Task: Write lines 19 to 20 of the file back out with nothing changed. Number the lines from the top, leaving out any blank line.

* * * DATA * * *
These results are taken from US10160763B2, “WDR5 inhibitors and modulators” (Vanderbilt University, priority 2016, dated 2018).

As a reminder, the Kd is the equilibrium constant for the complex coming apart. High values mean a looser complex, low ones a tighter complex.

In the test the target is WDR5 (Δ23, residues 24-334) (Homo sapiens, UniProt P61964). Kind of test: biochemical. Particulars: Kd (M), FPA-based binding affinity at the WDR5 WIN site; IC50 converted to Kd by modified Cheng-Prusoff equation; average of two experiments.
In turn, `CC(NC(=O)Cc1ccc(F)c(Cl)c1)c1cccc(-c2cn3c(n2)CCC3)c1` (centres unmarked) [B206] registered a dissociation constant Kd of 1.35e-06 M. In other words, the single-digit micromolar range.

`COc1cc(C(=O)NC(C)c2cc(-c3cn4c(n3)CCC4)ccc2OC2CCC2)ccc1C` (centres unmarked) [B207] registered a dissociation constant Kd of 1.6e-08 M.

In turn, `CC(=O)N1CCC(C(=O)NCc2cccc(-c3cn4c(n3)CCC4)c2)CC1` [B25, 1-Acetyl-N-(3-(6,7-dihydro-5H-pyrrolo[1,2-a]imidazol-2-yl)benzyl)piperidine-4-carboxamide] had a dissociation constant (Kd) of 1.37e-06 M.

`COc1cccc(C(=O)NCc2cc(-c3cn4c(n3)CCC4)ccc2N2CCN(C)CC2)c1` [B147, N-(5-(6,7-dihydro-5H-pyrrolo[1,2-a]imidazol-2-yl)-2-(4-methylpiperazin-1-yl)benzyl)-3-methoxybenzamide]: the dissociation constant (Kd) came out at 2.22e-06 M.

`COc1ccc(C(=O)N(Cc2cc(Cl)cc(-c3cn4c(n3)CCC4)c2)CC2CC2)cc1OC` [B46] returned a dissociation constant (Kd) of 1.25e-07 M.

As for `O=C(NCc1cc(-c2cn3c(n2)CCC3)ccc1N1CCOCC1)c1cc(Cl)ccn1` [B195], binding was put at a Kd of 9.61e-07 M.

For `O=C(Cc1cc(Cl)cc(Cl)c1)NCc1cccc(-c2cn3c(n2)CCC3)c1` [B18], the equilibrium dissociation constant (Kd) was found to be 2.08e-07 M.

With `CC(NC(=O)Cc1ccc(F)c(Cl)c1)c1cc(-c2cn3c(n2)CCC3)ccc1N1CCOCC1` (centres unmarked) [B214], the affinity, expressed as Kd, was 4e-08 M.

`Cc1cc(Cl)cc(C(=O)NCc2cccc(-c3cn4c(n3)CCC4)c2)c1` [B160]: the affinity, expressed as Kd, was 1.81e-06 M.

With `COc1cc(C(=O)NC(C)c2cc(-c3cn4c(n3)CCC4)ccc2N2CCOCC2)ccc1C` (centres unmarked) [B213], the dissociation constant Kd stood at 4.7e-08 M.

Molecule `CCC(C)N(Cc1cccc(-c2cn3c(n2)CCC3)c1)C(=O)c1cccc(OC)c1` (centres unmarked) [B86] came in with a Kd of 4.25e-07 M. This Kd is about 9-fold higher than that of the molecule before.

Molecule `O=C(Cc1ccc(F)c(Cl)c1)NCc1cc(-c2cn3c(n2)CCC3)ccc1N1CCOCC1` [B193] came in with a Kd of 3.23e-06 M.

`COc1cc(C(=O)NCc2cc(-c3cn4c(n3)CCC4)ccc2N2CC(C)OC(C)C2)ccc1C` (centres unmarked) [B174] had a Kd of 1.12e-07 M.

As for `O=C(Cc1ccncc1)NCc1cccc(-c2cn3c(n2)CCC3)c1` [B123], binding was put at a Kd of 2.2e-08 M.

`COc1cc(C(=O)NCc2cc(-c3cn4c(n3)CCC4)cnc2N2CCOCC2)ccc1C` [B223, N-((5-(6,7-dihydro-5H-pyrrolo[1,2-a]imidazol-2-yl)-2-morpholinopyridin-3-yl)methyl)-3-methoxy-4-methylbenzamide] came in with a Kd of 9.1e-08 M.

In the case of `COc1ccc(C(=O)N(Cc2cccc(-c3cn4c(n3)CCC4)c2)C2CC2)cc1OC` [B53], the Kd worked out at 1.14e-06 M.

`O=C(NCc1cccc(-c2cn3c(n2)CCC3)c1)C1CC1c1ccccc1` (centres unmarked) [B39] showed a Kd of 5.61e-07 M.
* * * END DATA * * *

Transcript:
In the case of `COc1ccc(C(=O)N(Cc2cccc(-c3cn4c(n3)CCC4)c2)C2CC2)cc1OC` [B53], the Kd worked out at 1.14e-06 M.

`O=C(NCc1cccc(-c2cn3c(n2)CCC3)c1)C1CC1c1ccccc1` (centres unmarked) [B39] showed a Kd of 5.61e-07 M.